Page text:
I think you can refuse anything you like if you're being polite. You can refuse rudely also, it's your choice but you may not ever be offered anything ever again from that person if you're rude. Being polite always is the better option.
I think it can become an issue if you always refuse though. Eg. I have a certain couple of friends who visit periodically but always refuse anything I offer - a drink (any drink!), snacks, cake, anything!) and I find that rude tbh. It comes across as unfriendly and snobby to me. Maybe they don't intend that but I think it's kind and nice to appreciate being offered drinks/food when visiting. Indeed I always turn up with a plate or something myself when I visit others.
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01-11-2014 10:28 #31
01-11-2014 10:32 #32
An exception would be if someone had bought or prepared food especially, mistakenly thinking it was a "favourite" dish. As an adult I would suck it up and eat it, but I wouldn't expect my children (1 & 7 y/o) to do that yet.
I have taught DD (7) to politely refuse foods she doesn't like, eg, lolly pops or jelly beans from doctors, etc, as I feel it's better to say no thanks than waste it.
01-11-2014 10:33 #33
Food I have no problem with my kids declining so long as they do it politely. DS1 is fantastic, he uses his manners and declines but only if it is something he genuinely dislikes a lot (like mash potato, it makes him gag, or any sort of potato really, chips included). My DS2 has some pretty serious food aversions. So whilst he has fantastic manners the majority of the time, when it comes to food we're still working on it, because food causes him so much distress.
For example if I ask him if he'd like to try something (new flavour yoghurt, different sort of meat than hes used to etc) he will immediately burst into tears and scream no. So I dont ask him this I go about it in a different way. My family still wont listen and often ask him this question. Food causes him great anxiety and distress. So yup he comes across as rude in this situation. But its not as simple as just teaching him manners. Clearly as I have 1 child who is very polite in the same situation.
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01-11-2014 10:33 #34
VP I actually get where you're coming from a bit with this (and I read what you wrote last night too). I was affronted by the way you expressed yourself but you're probably not surprised by that!
One year I took my class bowling for their end of year excursion. At the end I bought each student a Mars Bar or Snickers (at Bowling alley prices) out of my own money as a special treat. One of my students didn't want anything. She was extremely polite about it, but I remember feeling a little put out - like, hey, I just did something really nice for you and the least you could have done was pretended and then given it to your sister or something!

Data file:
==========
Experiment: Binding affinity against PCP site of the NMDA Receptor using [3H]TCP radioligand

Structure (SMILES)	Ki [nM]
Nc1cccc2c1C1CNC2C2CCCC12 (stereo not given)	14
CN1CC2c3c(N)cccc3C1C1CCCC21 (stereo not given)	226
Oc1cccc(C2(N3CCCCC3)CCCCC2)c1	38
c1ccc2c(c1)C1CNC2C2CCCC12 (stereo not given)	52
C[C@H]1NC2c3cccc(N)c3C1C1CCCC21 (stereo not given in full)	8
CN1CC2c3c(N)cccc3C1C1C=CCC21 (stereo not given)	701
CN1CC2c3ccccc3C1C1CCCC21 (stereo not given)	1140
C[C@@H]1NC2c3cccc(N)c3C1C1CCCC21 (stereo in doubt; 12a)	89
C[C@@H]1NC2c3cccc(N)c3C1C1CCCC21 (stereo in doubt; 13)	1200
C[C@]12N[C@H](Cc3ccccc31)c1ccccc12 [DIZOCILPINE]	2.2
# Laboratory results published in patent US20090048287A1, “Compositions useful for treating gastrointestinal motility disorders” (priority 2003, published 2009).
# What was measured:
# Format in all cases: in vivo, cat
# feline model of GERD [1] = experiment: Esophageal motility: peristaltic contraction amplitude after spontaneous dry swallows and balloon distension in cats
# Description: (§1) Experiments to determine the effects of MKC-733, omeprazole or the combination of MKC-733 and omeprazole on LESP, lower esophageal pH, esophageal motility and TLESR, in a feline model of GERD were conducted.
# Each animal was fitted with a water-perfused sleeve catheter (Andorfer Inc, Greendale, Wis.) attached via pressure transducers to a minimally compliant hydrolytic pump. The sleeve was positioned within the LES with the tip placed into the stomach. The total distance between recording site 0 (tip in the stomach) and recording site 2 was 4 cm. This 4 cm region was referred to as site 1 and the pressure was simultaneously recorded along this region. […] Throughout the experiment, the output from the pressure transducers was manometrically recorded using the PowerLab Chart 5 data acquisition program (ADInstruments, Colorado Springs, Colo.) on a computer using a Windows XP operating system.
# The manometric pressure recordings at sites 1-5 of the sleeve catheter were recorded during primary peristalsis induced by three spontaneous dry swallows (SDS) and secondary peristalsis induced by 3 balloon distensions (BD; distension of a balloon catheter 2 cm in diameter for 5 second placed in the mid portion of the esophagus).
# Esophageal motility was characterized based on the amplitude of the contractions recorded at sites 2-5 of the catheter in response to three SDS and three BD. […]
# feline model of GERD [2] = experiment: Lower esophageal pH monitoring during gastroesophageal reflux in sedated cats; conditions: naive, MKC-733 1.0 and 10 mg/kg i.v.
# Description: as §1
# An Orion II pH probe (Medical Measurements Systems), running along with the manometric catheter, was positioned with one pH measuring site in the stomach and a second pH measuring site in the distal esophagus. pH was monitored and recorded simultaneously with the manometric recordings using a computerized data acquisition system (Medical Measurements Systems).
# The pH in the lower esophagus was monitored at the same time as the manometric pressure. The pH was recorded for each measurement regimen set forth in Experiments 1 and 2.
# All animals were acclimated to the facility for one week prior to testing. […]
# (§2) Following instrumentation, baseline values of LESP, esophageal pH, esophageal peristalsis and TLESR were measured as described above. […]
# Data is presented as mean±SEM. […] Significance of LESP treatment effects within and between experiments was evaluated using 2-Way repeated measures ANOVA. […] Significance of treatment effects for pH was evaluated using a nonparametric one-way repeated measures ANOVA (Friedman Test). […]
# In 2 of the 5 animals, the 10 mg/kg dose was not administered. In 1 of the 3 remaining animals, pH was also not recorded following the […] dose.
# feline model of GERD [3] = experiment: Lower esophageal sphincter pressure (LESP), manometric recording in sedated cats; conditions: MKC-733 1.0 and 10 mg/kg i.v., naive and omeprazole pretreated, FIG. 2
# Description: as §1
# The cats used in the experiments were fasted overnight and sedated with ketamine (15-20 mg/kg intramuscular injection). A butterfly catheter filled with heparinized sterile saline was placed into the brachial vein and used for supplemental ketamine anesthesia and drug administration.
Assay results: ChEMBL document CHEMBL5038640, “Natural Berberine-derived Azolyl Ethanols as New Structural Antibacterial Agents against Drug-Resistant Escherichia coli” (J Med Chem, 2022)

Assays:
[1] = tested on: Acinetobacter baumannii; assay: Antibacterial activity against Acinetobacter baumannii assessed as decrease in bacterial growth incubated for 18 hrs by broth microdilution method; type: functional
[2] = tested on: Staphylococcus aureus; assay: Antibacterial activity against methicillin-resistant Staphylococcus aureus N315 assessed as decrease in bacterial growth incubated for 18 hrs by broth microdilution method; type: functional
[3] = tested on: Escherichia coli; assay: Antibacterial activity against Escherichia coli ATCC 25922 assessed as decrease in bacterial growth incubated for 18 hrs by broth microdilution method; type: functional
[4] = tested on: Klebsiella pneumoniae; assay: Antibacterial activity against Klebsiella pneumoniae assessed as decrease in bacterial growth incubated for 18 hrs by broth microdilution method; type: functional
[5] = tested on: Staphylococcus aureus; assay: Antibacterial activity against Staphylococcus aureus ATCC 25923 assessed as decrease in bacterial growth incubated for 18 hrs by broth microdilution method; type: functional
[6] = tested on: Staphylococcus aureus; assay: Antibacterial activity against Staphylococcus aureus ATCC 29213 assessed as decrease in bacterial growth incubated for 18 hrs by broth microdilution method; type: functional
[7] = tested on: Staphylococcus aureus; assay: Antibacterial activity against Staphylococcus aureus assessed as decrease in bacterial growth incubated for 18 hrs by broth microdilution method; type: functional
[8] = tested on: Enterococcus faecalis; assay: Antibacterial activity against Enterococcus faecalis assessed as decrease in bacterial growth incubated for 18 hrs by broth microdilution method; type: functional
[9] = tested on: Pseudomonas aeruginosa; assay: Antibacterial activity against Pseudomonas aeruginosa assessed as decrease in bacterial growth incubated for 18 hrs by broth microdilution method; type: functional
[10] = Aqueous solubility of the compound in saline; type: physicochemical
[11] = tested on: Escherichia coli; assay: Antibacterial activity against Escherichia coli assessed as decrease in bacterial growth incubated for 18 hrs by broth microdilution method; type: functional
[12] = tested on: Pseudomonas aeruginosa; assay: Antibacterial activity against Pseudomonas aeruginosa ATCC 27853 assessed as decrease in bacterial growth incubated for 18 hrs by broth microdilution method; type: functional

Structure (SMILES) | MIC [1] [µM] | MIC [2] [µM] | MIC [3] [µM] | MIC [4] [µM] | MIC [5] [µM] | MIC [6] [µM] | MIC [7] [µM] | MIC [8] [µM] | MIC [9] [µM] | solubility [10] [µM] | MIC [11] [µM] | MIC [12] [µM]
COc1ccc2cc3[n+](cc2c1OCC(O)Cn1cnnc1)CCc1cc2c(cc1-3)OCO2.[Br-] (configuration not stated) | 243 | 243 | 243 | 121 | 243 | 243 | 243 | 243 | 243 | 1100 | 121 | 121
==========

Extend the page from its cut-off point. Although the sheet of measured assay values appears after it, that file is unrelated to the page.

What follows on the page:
But then I thought about it and realised I was imposing my values upon her. It's not her job to make me feel good for randomly offering her something she didn't like. It's not like I asked beforehand what she wanted. I pulled myself together and asked if there was something she'd like instead, but she said no thanks and thank you for the thought. From an 8 year old.
I did still funny at first though. But then, I have rejection issues so I'm also crazy :-)
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01-11-2014 10:46 #35
Although I don't agree that refusing chocolate makes a child rude, on a general level I somewhat see where VP is coming from regarding people being picky and choosy about gifts. I think as a society we've become greedy and hard to please.
But by the same token, sometimes politely turning something down may mean that goes to someone that really wants it. A friend ages ago gave me 2 garbage bags of clothes bc they were too small for her. I was appreciative and thanked her. They were size 14's. I was size 10 I held onto them for a few years as she is an op shopper and I knew it would hurt her to see her clothes at the Salvo's. Then about 12 months ago she offered more. I politely thanked her but told her the truth that there probably wouldn't be anything there that would fit me. That bag of clothes ended up with a single mum friend that was that size
01-11-2014 10:49 #36
I think politely refusing is an art, akin to accepting a compliment and being a gracious winner/loser. I don't have a problem with my child declining something that she is offered as long as she is polite.
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Last edited by SpecialPatrolGroup; 01-11-2014 at 10:51.
01-11-2014 11:08 #37
I guess the tension in VP's case is coming to your house and asking for something then saying you don't want it, maybe? Trying to understand.
01-11-2014 11:24 #38-
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01-11-2014 11:44 #39Senior Member
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01-11-2014 11:45 #40
See, I get why you might be bothered/disappointed if you feel like you're doing something nice by participating and the kid doesn't want it. I don't think it's fair to call the kid rude though.
Trick or Treating isn't just about the lollies they get, it's also about having fun with friends/family etc... something different and exciting for kids. Given that, I think it'd be perfectly fine for a kid who hates all lollies to go, just for the experience. The only possible reason for accepting lollies they then don't like is to make the adult feel good. I don't think that's a kid's job.
If he was then requesting specific items "oh no, I don't like those. Could I have one of THOSE instead?", then I'd find it rude.
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